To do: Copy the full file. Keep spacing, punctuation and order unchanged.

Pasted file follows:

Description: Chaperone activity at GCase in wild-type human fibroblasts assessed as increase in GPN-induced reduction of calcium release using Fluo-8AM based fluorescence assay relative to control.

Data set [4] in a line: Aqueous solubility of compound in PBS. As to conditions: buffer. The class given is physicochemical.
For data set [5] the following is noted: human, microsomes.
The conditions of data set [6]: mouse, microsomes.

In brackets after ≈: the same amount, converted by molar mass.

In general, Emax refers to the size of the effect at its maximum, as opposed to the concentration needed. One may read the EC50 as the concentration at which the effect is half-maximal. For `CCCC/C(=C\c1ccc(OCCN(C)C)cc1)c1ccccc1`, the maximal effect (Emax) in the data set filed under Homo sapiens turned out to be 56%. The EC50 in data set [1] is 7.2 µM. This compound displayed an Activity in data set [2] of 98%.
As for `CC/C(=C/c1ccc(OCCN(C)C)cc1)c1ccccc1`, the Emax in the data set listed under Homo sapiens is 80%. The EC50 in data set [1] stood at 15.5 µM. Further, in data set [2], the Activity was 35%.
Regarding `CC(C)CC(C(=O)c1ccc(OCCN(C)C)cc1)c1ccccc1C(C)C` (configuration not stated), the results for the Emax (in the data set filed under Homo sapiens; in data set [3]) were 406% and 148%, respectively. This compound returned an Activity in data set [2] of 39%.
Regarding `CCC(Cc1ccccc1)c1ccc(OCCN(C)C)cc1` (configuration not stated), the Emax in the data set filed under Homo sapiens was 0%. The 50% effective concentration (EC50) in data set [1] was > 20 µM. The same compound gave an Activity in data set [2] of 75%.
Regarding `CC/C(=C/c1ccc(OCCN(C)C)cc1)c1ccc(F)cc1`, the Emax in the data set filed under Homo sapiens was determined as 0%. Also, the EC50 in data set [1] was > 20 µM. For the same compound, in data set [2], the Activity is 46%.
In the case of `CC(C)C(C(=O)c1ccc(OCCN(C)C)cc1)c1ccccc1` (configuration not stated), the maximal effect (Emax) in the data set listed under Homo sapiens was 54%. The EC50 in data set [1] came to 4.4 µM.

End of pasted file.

Description: Chaperone activity at GCase in wild-type human fibroblasts assessed as increase in GPN-induced reduction of calcium release using Fluo-8AM based fluorescence assay relative to control.

Data set [4] in a line: Aqueous solubility of compound in PBS. As to conditions: buffer. The class given is physicochemical.
For data set [5] the following is noted: human, microsomes.
The conditions of data set [6]: mouse, microsomes.

In brackets after ≈: the same amount, converted by molar mass.

In general, Emax refers to the size of the effect at its maximum, as opposed to the concentration needed. One may read the EC50 as the concentration at which the effect is half-maximal. For `CCCC/C(=C\c1ccc(OCCN(C)C)cc1)c1ccccc1`, the maximal effect (Emax) in the data set filed under Homo sapiens turned out to be 56%. The EC50 in data set [1] is 7.2 µM. This compound displayed an Activity in data set [2] of 98%.
As for `CC/C(=C/c1ccc(OCCN(C)C)cc1)c1ccccc1`, the Emax in the data set listed under Homo sapiens is 80%. The EC50 in data set [1] stood at 15.5 µM. Further, in data set [2], the Activity was 35%.
Regarding `CC(C)CC(C(=O)c1ccc(OCCN(C)C)cc1)c1ccccc1C(C)C` (configuration not stated), the results for the Emax (in the data set filed under Homo sapiens; in data set [3]) were 406% and 148%, respectively. This compound returned an Activity in data set [2] of 39%.
Regarding `CCC(Cc1ccccc1)c1ccc(OCCN(C)C)cc1` (configuration not stated), the Emax in the data set filed under Homo sapiens was 0%. The 50% effective concentration (EC50) in data set [1] was > 20 µM. The same compound gave an Activity in data set [2] of 75%.
Regarding `CC/C(=C/c1ccc(OCCN(C)C)cc1)c1ccc(F)cc1`, the Emax in the data set filed under Homo sapiens was determined as 0%. Also, the EC50 in data set [1] was > 20 µM. For the same compound, in data set [2], the Activity is 46%.
In the case of `CC(C)C(C(=O)c1ccc(OCCN(C)C)cc1)c1ccccc1` (configuration not stated), the maximal effect (Emax) in the data set listed under Homo sapiens was 54%. The EC50 in data set [1] came to 4.4 µM.